Which Joe gave his name to ‘sloppy joes’? We look at five interesting sandwiches and their lexical origins.
1‘do you believe in magic?’
sorcery, witchcraft, wizardry, necromancy, enchantment, spellworking, incantation, the supernatural, occultism, the occult, black magic, the black arts, devilry, divination, malediction, voodoo, hoodoo, sympathetic magic, white magic, witching, witchery
charm, hex, spell, jinx
North American mojo, orenda
South African informal muti
rare sortilege, thaumaturgy, theurgy
2‘he does magic at children's parties’
conjuring tricks, sleight of hand, legerdemain, illusion, prestidigitation, deception, trickery, juggling
3‘the magic of the stage’
allure, allurement, attraction, excitement, enchantment, entrancement, fascination, charm, glamour, magnetism, enticement
4‘a taste of soccer magic’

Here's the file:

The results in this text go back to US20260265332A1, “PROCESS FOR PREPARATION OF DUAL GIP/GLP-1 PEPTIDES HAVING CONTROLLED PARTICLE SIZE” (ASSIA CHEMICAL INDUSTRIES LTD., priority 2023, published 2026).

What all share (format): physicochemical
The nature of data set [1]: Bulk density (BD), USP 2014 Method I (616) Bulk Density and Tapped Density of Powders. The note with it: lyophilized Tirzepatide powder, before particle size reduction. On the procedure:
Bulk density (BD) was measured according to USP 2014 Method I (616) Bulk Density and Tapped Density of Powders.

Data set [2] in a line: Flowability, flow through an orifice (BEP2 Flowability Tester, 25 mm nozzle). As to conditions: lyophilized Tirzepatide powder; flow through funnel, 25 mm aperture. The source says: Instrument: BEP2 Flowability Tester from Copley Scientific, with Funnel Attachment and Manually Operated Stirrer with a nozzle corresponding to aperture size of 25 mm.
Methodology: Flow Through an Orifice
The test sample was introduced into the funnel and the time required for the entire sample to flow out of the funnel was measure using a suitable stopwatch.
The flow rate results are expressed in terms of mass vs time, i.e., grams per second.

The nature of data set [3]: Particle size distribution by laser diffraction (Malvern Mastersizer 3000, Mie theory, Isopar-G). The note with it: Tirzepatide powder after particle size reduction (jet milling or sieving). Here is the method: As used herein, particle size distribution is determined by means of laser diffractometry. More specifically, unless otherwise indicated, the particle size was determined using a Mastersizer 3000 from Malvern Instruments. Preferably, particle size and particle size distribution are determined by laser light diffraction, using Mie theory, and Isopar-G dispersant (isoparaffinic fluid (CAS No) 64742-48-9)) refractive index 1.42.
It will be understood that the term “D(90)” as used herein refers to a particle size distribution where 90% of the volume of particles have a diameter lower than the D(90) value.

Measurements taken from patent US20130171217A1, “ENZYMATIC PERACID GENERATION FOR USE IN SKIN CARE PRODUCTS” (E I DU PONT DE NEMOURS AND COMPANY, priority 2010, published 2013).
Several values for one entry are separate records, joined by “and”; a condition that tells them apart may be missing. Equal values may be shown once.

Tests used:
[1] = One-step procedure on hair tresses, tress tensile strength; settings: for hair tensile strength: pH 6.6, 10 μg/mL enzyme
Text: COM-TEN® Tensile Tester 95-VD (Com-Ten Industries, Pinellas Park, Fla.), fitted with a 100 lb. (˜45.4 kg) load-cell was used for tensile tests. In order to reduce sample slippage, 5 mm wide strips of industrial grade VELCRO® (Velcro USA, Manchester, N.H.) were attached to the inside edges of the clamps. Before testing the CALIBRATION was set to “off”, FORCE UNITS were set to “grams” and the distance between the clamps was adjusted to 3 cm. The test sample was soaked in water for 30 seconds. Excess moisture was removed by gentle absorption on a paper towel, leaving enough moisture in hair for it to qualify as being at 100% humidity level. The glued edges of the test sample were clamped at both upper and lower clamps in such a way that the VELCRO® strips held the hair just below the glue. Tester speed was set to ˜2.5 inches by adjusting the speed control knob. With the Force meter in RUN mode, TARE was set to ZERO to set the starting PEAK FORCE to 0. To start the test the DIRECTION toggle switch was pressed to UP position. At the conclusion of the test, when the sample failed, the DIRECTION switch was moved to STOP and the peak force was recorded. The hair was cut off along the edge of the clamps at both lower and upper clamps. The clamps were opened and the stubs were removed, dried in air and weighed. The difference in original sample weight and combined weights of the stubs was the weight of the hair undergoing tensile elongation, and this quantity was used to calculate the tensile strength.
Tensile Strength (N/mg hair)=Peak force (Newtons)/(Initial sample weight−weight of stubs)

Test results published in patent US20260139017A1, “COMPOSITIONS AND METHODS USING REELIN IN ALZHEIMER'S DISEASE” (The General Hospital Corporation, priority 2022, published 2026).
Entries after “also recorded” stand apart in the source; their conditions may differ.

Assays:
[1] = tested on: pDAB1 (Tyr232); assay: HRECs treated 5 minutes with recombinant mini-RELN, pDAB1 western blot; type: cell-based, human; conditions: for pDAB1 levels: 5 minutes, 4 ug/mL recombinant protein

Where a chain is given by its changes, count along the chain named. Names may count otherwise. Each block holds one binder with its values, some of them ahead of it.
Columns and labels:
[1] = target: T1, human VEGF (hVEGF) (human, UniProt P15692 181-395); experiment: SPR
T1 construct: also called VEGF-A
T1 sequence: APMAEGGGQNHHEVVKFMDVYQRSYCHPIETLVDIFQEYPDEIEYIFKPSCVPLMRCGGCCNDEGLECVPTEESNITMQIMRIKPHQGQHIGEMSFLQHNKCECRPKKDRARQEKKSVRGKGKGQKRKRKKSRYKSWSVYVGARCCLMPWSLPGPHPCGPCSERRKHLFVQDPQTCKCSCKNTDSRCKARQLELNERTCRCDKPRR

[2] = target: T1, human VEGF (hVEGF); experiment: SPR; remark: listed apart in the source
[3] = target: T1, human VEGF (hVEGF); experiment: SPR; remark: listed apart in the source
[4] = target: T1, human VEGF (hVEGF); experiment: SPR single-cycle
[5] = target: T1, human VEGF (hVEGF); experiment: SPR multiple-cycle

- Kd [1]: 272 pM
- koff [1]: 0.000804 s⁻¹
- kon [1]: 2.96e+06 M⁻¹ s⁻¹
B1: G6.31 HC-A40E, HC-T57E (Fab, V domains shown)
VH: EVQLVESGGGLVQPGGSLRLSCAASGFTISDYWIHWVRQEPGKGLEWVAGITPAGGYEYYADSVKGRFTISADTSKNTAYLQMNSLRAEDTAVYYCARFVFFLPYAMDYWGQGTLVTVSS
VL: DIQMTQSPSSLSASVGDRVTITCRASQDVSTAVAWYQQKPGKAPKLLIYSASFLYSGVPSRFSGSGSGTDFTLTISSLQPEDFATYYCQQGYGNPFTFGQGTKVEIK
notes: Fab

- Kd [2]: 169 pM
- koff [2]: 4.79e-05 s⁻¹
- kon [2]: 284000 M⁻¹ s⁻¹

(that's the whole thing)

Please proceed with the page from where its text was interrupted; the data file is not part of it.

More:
skill, skilfulness, brilliance, ability, accomplishment, adeptness, competence, adroitness, deftness, dexterity, aptitude, expertise, expertness, art, finesse, experience, professionalism, talent, cleverness, smartness
1‘a magic spell’
supernatural, enchanted, occult, Druidical
rare necromantic, thaumaturgic, thaumaturgical, sorcerous
2‘a magic place’
fascinating, captivating, charming, glamorous, magical, enchanting, entrancing, spellbinding, magnetic, irresistible, hypnotic
3‘we had a magic time’
‘there is no magic bullet for successful innovation’
solution, answer, resolution, way out
remedy, antidote, cure, nostrum, panacea
We take a look at several popular, though confusing, punctuation marks.
From Afghanistan to Zimbabwe, discover surprising and intriguing language facts from around the globe.
The definitions of ‘buddy’ and ‘bro’ in the OED have recently been revised. We explore their history and increase in popularity.